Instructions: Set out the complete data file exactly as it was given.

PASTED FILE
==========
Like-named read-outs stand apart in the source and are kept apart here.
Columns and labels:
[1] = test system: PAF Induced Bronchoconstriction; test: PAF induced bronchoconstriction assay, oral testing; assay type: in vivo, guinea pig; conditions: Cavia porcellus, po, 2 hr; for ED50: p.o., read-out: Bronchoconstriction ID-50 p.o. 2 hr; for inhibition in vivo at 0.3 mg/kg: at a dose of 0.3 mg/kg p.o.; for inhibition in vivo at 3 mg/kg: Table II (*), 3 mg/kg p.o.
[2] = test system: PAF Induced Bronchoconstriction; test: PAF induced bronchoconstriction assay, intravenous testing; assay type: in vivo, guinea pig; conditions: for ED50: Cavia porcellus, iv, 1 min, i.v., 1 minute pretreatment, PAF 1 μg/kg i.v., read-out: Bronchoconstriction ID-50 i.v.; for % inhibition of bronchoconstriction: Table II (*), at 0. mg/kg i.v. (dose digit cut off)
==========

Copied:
Like-named read-outs stand apart in the source and are kept apart here.
Columns and labels:
[1] = test system: PAF Induced Bronchoconstriction; test: PAF induced bronchoconstriction assay, oral testing; assay type: in vivo, guinea pig; conditions: Cavia porcellus, po, 2 hr; for ED50: p.o., read-out: Bronchoconstriction ID-50 p.o. 2 hr; for inhibition in vivo at 0.3 mg/kg: at a dose of 0.3 mg/kg p.o.; for inhibition in vivo at 3 mg/kg: Table II (*), 3 mg/kg p.o.
[2] = test system: PAF Induced Bronchoconstriction; test: PAF induced bronchoconstriction assay, intravenous testing; assay type: in vivo, guinea pig; conditions: for ED50: Cavia porcellus, iv, 1 min, i.v., 1 minute pretreatment, PAF 1 μg/kg i.v., read-out: Bronchoconstriction ID-50 i.v.; for % inhibition of bronchoconstriction: Table II (*), at 0. mg/kg i.v. (dose digit cut off)